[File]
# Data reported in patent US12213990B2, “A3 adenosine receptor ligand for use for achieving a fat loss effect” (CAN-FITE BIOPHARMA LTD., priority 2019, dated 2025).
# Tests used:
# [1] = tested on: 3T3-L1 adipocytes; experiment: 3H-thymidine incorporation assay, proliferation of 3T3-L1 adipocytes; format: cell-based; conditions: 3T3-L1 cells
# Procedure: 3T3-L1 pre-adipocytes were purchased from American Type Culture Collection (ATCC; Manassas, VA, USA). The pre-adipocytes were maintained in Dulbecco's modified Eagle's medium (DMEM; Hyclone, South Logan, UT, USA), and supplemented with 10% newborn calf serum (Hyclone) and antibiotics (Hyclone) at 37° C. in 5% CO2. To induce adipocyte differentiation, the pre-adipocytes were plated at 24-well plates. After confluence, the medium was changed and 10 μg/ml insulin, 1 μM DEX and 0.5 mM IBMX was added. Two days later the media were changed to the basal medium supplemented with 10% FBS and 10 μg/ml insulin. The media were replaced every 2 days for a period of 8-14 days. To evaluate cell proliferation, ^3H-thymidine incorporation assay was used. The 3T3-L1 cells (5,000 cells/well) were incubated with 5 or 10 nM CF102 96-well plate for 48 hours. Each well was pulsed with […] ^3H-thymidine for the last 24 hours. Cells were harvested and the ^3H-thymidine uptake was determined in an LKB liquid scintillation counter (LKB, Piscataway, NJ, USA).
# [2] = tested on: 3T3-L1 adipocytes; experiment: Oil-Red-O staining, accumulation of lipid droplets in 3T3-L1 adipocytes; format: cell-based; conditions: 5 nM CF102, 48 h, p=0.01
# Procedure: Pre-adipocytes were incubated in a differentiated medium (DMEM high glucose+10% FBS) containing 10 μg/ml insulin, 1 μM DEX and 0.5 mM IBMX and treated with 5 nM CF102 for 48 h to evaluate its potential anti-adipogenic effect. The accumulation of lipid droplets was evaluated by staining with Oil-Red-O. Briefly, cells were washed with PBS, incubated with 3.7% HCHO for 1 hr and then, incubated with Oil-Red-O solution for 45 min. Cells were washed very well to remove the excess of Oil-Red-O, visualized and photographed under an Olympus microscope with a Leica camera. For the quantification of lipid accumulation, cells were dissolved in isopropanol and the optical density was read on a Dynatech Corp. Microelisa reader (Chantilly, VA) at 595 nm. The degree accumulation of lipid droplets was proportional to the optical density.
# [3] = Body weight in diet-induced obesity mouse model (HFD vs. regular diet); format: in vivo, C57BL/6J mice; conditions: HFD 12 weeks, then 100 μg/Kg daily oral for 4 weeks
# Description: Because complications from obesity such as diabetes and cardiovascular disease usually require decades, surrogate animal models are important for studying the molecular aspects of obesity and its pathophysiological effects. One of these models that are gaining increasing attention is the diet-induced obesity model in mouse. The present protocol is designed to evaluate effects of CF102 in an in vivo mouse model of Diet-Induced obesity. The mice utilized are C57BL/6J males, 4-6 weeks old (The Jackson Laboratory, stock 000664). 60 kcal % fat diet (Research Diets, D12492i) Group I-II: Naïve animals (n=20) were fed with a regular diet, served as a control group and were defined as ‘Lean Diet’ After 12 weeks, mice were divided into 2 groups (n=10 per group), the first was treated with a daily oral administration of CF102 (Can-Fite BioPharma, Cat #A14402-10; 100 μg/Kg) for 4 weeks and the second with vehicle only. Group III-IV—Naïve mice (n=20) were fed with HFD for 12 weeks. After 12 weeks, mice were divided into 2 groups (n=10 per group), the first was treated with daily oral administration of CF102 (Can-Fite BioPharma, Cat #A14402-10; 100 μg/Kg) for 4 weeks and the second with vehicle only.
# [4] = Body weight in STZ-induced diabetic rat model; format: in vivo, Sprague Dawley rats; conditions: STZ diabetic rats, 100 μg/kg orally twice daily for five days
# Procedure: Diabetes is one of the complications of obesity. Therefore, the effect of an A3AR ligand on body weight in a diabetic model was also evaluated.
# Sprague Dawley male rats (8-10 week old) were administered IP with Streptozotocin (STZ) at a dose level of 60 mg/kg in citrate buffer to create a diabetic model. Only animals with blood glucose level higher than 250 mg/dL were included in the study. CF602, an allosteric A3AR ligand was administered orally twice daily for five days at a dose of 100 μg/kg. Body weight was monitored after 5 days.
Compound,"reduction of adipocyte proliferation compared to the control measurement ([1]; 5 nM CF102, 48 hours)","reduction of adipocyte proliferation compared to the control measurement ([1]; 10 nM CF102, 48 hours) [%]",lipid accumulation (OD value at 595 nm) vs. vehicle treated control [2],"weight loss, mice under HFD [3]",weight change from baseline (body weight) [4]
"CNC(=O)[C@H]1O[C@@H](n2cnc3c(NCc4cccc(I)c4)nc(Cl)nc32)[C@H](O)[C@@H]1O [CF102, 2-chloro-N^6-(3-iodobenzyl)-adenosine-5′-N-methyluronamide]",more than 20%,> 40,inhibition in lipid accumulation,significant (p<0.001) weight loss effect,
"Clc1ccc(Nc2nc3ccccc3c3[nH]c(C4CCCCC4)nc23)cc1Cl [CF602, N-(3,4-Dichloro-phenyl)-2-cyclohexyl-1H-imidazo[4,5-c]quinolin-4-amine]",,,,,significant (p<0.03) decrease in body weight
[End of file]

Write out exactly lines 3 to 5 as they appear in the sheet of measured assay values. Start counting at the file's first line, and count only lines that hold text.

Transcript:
# [1] = tested on: 3T3-L1 adipocytes; experiment: 3H-thymidine incorporation assay, proliferation of 3T3-L1 adipocytes; format: cell-based; conditions: 3T3-L1 cells
# Procedure: 3T3-L1 pre-adipocytes were purchased from American Type Culture Collection (ATCC; Manassas, VA, USA). The pre-adipocytes were maintained in Dulbecco's modified Eagle's medium (DMEM; Hyclone, South Logan, UT, USA), and supplemented with 10% newborn calf serum (Hyclone) and antibiotics (Hyclone) at 37° C. in 5% CO2. To induce adipocyte differentiation, the pre-adipocytes were plated at 24-well plates. After confluence, the medium was changed and 10 μg/ml insulin, 1 μM DEX and 0.5 mM IBMX was added. Two days later the media were changed to the basal medium supplemented with 10% FBS and 10 μg/ml insulin. The media were replaced every 2 days for a period of 8-14 days. To evaluate cell proliferation, ^3H-thymidine incorporation assay was used. The 3T3-L1 cells (5,000 cells/well) were incubated with 5 or 10 nM CF102 96-well plate for 48 hours. Each well was pulsed with […] ^3H-thymidine for the last 24 hours. Cells were harvested and the ^3H-thymidine uptake was determined in an LKB liquid scintillation counter (LKB, Piscataway, NJ, USA).
# [2] = tested on: 3T3-L1 adipocytes; experiment: Oil-Red-O staining, accumulation of lipid droplets in 3T3-L1 adipocytes; format: cell-based; conditions: 5 nM CF102, 48 h, p=0.01